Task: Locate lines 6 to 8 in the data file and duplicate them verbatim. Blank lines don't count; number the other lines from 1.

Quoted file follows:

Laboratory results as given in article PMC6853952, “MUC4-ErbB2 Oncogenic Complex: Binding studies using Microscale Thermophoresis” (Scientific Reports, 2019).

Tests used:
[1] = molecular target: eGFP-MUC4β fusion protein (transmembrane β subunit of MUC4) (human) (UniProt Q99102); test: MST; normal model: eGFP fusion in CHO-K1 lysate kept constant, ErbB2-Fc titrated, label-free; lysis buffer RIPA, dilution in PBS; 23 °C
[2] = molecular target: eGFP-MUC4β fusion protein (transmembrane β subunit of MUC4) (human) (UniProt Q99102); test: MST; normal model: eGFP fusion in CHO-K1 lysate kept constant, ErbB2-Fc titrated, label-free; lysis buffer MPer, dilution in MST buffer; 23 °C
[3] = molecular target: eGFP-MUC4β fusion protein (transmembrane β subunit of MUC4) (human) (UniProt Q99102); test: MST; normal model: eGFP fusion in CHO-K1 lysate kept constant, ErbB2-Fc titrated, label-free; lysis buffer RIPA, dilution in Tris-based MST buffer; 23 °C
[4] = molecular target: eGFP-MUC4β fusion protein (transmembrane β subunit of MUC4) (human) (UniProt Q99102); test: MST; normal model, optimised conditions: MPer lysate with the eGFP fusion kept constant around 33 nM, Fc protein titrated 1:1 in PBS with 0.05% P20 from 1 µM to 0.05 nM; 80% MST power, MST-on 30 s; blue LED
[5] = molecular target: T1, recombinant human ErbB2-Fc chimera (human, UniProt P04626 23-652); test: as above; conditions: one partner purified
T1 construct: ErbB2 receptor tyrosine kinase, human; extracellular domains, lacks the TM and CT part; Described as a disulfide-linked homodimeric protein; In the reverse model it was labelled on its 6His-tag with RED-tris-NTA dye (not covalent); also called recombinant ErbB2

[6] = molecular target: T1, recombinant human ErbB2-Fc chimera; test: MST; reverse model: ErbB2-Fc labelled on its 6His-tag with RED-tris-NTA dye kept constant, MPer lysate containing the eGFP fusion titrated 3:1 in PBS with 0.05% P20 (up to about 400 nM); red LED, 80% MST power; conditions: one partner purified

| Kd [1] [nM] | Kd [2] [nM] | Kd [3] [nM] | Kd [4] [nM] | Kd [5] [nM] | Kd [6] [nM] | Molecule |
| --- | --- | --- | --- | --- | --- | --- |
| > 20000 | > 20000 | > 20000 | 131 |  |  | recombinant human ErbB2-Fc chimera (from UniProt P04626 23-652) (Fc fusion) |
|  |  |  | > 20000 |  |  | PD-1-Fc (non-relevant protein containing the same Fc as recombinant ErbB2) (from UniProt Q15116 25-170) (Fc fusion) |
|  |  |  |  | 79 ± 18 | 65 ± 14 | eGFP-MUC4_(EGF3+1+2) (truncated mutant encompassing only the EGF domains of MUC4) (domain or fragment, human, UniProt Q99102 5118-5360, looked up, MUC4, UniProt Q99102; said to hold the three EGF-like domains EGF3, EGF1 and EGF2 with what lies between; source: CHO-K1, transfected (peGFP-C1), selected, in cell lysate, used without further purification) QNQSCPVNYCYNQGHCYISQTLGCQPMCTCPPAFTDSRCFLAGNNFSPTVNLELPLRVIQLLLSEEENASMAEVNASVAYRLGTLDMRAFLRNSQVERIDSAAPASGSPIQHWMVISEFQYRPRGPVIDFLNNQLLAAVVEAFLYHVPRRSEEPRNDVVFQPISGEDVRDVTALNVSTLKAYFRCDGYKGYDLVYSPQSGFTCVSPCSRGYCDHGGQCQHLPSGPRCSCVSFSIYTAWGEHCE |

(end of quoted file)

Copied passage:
[4] = molecular target: eGFP-MUC4β fusion protein (transmembrane β subunit of MUC4) (human) (UniProt Q99102); test: MST; normal model, optimised conditions: MPer lysate with the eGFP fusion kept constant around 33 nM, Fc protein titrated 1:1 in PBS with 0.05% P20 from 1 µM to 0.05 nM; 80% MST power, MST-on 30 s; blue LED
[5] = molecular target: T1, recombinant human ErbB2-Fc chimera (human, UniProt P04626 23-652); test: as above; conditions: one partner purified
T1 construct: ErbB2 receptor tyrosine kinase, human; extracellular domains, lacks the TM and CT part; Described as a disulfide-linked homodimeric protein; In the reverse model it was labelled on its 6His-tag with RED-tris-NTA dye (not covalent); also called recombinant ErbB2